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Tuesday, January 17, 2012

First You Build a Box....

I decided to go through the steps of building the stove while doing it. This will give you some idea how to go about any of the illustration board builds.

Here's the pattern...It is on 1/4" quad rule paper and the sizes for each piece are on the patterns.

This stove is extra small because of the area I have available. It is about the size of the stove that I had in my first apartment...And again, it is only an illusion.

I always use a T-square when drawing out patterns on the illustration board. This insures a straight piece of furniture or appliances.

Incidentally, you can use this method for all kinds of non working appliances and cupboards.

I don't recommend it for working doors and drawers.

After I got all of the pieces cut out, I built the box itself. It is closed on all sides for sturdiness. The sides fit between the front and back and the top and bottom cover the ends of the box.

Oops! I just noticed that I forgot to draw those two pieces. The bottom is two inches square and the top is two by one and seven eighths. Easy enough to measure and draw.

The box is put together and dries. Then you apply the front pieces, the top instrument panel and other add ons.

I don't add the base until I am ready with the cupboards and all. This one will be 1/2" high, to bring the counter up to 3". That is standard counter size.

If you are using this in a smaller house, you can adjust the height by simply making the base shorter.

Here's the stove all put together, sans base.
I painted it with two coats of Folkart Wicker white.

I probably could get away with a shorter base for Tessie, but I will be using the half inch because I still want the counters and all to be as visible as possible.

I decided to make it a glass top stove and have a window in the door. Since there is nothing behind the window, I simply put a piece of black scrapbook paper and a piece of leftover plastic window material behind it to give the illusion of depth. you would do the same if you were doing a front loading washer.

I used a piece of scrapbook paper for the top also. It was metallic with just a hint of purple in it. My real stove top is kind of dark blue. I took a Beryol Prismacolor white pencil and used a circular architect's stencil to draw the burners.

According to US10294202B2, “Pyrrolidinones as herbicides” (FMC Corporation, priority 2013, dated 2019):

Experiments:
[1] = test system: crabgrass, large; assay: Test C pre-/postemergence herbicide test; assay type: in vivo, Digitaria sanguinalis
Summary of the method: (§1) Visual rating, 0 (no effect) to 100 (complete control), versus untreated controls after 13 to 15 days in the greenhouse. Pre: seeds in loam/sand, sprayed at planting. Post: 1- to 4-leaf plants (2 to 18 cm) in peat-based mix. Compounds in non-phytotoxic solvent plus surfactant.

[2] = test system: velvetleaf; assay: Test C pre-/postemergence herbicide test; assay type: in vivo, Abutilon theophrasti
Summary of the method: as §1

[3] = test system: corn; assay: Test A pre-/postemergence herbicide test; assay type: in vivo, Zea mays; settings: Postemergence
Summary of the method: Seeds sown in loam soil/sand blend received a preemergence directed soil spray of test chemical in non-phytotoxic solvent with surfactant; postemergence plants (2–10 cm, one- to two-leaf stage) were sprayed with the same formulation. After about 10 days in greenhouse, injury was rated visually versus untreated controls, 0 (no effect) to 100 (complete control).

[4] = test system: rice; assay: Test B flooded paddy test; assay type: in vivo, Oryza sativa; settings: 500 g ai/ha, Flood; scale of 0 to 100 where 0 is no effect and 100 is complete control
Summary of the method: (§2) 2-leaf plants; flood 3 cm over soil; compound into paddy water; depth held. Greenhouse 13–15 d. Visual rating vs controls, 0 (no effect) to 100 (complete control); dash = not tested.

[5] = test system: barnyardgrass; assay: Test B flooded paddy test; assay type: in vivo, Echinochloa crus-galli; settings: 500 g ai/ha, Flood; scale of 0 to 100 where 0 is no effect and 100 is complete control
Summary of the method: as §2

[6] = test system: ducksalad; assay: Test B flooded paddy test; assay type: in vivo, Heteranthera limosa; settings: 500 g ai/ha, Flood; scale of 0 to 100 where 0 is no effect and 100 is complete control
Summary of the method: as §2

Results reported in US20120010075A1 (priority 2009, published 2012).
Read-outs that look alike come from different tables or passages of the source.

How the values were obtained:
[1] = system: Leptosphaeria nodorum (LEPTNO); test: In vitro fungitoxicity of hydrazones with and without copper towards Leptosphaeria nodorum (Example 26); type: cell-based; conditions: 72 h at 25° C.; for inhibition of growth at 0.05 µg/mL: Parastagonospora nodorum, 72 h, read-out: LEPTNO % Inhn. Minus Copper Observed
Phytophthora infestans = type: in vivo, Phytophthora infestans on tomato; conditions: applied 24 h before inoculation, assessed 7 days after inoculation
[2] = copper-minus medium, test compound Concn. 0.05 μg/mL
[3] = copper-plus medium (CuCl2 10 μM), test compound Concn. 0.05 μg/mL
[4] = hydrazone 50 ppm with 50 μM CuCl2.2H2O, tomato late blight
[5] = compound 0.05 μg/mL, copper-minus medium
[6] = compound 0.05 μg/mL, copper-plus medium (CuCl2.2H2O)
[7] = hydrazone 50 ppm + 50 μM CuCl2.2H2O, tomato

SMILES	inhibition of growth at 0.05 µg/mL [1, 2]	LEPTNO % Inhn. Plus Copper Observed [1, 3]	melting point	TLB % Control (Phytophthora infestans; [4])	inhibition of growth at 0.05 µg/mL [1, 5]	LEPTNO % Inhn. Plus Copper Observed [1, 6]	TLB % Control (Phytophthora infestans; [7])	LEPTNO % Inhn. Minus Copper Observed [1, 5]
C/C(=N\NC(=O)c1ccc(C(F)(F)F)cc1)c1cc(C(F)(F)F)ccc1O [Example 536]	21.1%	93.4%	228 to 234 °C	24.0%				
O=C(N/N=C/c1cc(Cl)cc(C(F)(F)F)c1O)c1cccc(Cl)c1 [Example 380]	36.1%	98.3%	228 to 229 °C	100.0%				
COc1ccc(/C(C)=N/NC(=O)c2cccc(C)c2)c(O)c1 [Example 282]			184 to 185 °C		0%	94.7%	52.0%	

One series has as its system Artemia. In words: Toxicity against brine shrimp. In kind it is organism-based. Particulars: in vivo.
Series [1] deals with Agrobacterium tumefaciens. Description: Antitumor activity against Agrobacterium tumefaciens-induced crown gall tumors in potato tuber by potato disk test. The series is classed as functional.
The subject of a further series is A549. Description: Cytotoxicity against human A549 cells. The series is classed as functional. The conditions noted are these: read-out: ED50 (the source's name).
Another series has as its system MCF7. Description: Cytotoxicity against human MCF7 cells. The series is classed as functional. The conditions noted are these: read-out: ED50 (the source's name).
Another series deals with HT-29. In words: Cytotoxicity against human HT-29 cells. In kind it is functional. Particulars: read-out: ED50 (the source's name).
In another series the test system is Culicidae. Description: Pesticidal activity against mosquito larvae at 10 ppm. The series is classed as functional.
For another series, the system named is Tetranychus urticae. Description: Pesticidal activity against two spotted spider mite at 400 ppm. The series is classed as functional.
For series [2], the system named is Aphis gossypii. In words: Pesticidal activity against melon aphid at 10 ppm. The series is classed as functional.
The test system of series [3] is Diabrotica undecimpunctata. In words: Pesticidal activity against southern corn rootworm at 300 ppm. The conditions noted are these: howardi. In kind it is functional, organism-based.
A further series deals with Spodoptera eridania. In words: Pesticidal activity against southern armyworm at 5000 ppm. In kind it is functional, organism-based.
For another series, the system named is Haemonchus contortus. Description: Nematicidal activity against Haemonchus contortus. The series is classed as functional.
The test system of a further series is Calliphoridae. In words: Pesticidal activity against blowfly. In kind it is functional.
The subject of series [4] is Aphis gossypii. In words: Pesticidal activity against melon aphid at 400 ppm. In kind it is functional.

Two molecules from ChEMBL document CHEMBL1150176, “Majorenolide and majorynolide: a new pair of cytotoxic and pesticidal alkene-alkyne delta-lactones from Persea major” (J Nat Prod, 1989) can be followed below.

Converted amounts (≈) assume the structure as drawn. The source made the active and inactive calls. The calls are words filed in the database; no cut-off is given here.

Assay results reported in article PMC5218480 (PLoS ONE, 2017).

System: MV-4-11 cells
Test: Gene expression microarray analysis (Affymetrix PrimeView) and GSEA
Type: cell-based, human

I doubt if the knobs will even show, once it is installed, so I faked them with small circular spacer beads and jump rings.

The handle on the front is simply a piece of a key hook like the one in the photo. I flattened it out and then cut off the section that I needed.

I have it setting on a 3/8 thickness of foam core in this photo It needs to be a bit higher. I will build the one that is 1/2" when I finish here.

The last step is to put a finish over the whole thing. Probably semi gloss. I am not crazy about gloss in mini. It always seems too thick to me. Just a personal taste.

If you want to reproduce other things with this process, just grab a tape measure, get the size of the real thing and scale it down. It's fun. Honest!

I have to go now. Tessie is anxious to move in and she is cracking the whip. Of course, as soon as I finish the townhouse, she will find something else for me to work on....

See you tomorrow.

8 comments:

Kathi said...

Spacer beads and jump rings. Great idea!
Your little stove looks perfect!
Thanks, as always, for sharing the process with us!

Lucille said...

Thanks so much for the tutorial, Casey. The stove looks very nice!

Troy said...

Great project! I like your use of metal components - very imaginative. I need to come up with the 3 metal pedals on a 1" scale piano - Any ideas would be appreciated.

Caseymini said...

Troy, the only thing that I could think of was the clips on pens and pencils. I don't know if any of those would work or not. They are somewhat the same shape....Maybe.

Steinworks said...

I love it, I've been sort of thinking about making a stove and your tutorial is just the thing!

I might work on it this weekend and show you how it turns out but don't hold me to it.

I don't have a Tessie to keep on me so I'm a bit lazy.

Marisa :)

sb2011 said...

Great Tutorial - Can I ask more about the illustration board? Thickness, where you get it etc. I'm not familiar with it but perhaps we call it something different here in Canada.

Caseymini said...

sb2011, illustration and mat board are about the same thickness. About 1/16". You can layer it as I did in the stove to make thicker stock.

Here, we can get it at Michaels and JoAnn's Fabric and Crafts. It is sold in art shops also. Illustration board was originally used by artists to do renderings for magazine layouts and cartooning, among other things.It is usually white, smooth and matte finished. I hope that this will help you find it.

sb2011 said...

Great, Thanks! I should be able to get it at Michaels next time I'm there. Thanks for the info!!